As we near the end of March, we also near the end of an event that every sports fan looks forward to. That’s right, I’m talking about March Madness, a time where sports fans all over the world share similar experiences of filling out a bracket with no direction and watching five games at one time while neglecting whatever work we were supposed to get done that day. If you follow sports at all, everywhere you go, everyone you talk to is enamored with this tournament of 64 teams, some of which we have never heard of and will likely never hear of again. Warren Buffet offers a grand prize of one billion dollars for filling out a perfect bracket, an almost unfathomable amount for an unfathomable feat because filling out a perfect bracket is close to impossible … right?
Everyone who fills out a bracket is relatively aware of the impossibility of a perfect bracket, but to put a number behind it, it’s about a one in 9,223,372,036,854,775,808 (9 quintillion) chance. To put this absurd number in perspective, you would have greater odds to win the Powerball and Mega Millions jackpots … in the same week. So why do we fill out brackets then? No-one that’s not from the future is going to fill out a perfect bracket. The closest anyone has gotten to a perfect bracket was guessing an absurd 49 games in a row, and he still had 15 games left to go.
So again I ask, why do we fill out brackets? Anyone you would ask would give you a pretty simple answer: “It’s fun.” Even if you aren’t a basketball fan, filling out brackets is fun. There are so many different ways to fill out your bracket and so many ways to watch it get busted. Whether you pick your favorite mascot, your favorite team, which school is closest to a fast food restaurant — credit to multiple TikTok users — picking a bracket is enjoyable. In this specific tournament, I was incredibly invested — my favorite team was a no. 2 seed with a real chance of winning the national championship, and they lost in the second round; yes it was heartbreaking. The Kentucky Wildcats, one of the most renowned basketball programs in the country, lost to the St. Peter’s Peacocks in the first round. To give you an idea of how crazy this is, St. Peter’s University has almost 2,000 less students than Truman and a basketball court that resembles one of a highschool gymnasium where they have to fundraise to pay officials. Yet, they took down one of the top teams in the country, then did it again and again, almost making it to the final four as a 15 seed. What else can you say besides, America loves an underdog. Is that why we love March Madness?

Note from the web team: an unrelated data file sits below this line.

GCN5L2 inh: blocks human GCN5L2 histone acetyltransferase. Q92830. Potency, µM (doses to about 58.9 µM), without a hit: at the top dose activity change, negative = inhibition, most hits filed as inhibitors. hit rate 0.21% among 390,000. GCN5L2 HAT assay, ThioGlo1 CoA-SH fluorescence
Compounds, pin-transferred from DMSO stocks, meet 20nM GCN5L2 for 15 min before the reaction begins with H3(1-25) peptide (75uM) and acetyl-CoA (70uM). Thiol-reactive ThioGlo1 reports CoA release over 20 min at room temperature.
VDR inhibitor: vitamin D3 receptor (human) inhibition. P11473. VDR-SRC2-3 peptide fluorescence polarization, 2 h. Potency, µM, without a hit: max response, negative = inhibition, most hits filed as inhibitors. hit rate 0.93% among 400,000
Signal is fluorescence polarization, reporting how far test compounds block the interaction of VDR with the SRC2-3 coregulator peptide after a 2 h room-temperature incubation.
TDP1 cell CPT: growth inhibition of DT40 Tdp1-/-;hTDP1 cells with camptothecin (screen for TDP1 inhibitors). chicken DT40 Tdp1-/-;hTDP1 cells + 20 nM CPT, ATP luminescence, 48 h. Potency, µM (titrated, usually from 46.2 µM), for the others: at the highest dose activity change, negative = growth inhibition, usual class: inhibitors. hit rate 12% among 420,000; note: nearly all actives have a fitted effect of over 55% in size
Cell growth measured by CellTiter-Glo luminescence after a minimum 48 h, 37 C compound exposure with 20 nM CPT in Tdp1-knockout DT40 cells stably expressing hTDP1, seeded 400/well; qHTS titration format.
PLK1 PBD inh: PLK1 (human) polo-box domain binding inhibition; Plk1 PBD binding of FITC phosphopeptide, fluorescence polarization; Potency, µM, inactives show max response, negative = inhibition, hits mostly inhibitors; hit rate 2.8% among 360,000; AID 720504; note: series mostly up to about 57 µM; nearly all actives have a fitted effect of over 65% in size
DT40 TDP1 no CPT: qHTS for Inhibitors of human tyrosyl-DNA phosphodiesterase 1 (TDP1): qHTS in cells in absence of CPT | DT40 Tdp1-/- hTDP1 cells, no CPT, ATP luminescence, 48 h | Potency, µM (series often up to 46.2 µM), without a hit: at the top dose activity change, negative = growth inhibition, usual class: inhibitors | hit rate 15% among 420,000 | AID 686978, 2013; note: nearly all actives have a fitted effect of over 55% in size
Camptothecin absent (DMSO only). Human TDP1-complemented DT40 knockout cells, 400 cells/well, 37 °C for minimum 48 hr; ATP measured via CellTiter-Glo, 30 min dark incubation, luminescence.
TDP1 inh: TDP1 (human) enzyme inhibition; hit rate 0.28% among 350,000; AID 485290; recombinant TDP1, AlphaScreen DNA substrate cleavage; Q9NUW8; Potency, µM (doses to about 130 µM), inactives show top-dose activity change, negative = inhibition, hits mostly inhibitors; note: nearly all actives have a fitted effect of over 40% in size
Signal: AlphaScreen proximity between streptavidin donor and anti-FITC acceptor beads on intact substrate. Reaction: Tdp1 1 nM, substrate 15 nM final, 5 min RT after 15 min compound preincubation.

I would say that’s another part of the reason, but there has to be more. For instance, where else are you going to see five game winners in a day and instantly become a superfan of whichever team you picked in your bracket. The first game of the tournament was during a Thursday morning between Michigan and Colorado State. I was not a fan of either team, and I don’t think I have ever watched a Colorado State University game during my life. At the same time, I was glued to the television, cheering on Colorado State University, in a losing effort, until the final buzzer.
Overall, March Madness is a time that brings us together, and I will cherish the memories of making brackets with my family and others close to me. So I invite you, as I close out this piece, to think of your favorite March Madness memory, whether it’s the elite eight run of St. Peters or watching the tournament with family and friends. Sports is, and always will be, more than a game. It is a cultural and unifying force within our society. March Madness is no different.